Glute strength is essential for preventing injury and improving athletic performance, and the hip thrust is one of the most effective glute-building exercises. It also improves stability and reduces the risk of back pain, knee pain and other lower body injuries.
A hip thrust is a great way to strengthen your glutes and other important lower body muscles, and it can be incorporated into any workout program for its versatility and benefits. To make a hip thrust work for you, though, it’s important to do it correctly. Here are some tips and tricks to help you get the most out of this exercise:
Form Tip #1: Foot Position
While no single foot position is ideal for everyone, try to find a stance that feels natural to your body. This will help you avoid common mistakes like letting your hamstrings, or the muscles in the back of your upper legs, dominate the movement.
Next, focus on keeping your body in a straight line from head to knee when performing the hip thrust. This position is called the “tabletop” position and will allow you to activate your glutes more effectively, says DeMattos.
Once you’ve found a position that works for your body, perform the hip thrust until your glutes feel tired. Then, add a little resistance with a dumbbell or barbell and repeat the move.
Another option for increasing the difficulty of a hip thrust is to pause at the top of each repetition. This allows you to use more of your glutes and core to power the lift, so you can get even stronger in just a few more reps!
A third tip is to ensure that you’re not using your upper back to initiate the movement. This is a common mistake for new lifters and ego lifters, so keep your back neutral and your torso braced during the exercise.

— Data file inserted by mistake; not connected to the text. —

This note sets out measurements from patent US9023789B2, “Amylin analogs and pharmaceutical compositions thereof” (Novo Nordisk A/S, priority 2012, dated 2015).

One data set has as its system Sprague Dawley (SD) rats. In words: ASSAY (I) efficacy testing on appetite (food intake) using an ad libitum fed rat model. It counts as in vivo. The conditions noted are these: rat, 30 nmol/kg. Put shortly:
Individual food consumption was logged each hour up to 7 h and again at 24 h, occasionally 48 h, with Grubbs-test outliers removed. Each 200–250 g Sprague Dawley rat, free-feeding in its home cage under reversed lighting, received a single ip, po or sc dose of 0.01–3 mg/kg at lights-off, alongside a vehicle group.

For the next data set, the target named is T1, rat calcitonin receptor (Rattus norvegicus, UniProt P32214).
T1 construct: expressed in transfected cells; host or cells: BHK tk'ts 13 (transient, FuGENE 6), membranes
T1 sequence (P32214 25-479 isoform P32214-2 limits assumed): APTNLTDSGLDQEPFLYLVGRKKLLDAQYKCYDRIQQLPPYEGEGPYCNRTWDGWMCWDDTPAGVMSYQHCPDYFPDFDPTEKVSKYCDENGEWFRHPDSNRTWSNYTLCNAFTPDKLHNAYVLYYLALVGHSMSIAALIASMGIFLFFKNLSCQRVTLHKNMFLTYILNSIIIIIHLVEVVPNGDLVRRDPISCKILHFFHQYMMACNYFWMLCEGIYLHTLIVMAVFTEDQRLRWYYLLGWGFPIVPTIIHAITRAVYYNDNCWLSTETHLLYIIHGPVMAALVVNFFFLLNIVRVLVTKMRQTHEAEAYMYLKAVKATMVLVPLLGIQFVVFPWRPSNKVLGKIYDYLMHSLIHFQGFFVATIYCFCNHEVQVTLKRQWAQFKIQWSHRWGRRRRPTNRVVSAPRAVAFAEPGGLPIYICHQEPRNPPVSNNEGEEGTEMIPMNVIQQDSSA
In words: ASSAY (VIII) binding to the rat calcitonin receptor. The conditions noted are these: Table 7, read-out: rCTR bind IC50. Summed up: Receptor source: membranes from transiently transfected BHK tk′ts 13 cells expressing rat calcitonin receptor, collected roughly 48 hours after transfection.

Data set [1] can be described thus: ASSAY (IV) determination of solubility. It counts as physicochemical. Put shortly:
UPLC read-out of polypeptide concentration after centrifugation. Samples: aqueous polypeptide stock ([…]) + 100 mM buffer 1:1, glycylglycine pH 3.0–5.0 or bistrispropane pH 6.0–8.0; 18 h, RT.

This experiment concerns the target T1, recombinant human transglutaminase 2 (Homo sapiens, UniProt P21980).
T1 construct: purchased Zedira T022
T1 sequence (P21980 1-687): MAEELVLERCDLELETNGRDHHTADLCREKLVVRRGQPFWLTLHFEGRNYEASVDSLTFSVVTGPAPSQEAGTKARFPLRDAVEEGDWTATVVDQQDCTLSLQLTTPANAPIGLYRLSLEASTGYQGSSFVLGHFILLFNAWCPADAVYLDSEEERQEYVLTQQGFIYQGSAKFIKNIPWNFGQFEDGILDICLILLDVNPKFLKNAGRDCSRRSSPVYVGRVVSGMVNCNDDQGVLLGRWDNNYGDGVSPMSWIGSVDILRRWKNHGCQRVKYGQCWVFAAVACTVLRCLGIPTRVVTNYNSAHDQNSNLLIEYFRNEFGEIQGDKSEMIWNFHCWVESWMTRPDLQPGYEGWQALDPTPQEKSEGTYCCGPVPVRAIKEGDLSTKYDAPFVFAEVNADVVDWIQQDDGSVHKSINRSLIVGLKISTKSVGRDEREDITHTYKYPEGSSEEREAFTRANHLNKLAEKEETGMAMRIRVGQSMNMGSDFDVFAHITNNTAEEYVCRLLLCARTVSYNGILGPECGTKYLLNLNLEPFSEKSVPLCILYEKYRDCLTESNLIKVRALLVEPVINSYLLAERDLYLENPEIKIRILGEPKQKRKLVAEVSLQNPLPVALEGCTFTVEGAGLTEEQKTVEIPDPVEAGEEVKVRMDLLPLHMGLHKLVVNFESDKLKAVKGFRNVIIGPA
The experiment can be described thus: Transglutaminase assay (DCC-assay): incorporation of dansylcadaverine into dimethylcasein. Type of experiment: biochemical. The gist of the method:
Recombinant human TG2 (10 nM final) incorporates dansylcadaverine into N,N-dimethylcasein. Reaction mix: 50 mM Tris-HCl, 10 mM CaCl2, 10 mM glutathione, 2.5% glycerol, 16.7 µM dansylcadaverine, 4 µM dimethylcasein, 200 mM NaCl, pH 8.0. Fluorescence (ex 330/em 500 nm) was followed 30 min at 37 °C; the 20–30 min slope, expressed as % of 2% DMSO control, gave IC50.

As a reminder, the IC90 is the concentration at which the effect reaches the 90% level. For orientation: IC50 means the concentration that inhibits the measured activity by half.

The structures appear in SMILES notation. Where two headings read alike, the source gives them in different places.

Some lifters also round their backs at the top of the movement, which can lead to low back strain or injury. A more optimal hip thrust variation is the step-up, which focuses on your knee position and involvement instead of your back and shoulders.
In addition, many beginners and ego lifters don’t hold a steady eccentric tempo when doing the hip thrust. This lack of control can lead to less-than-optimal training results and potential injury, says DeMattos.
During the rep, hold a tight grip on the barbell, squeezing your glutes and bracing your abs. Then, drive your feet into the ground to lift your hips to shoulder height.
This will allow your hips to contract and extend properly throughout the entire range of motion. A final tip to improve the hip thrust is to lower the barbell enough for an adequate eccentric load before each repetition, says DeMattos.
If you have problems with your hips getting weak during this exercise, try a hip bridge instead. This is performed on the floor without a bench, and can be done with your bodyweight or with added resistance for an additional challenge.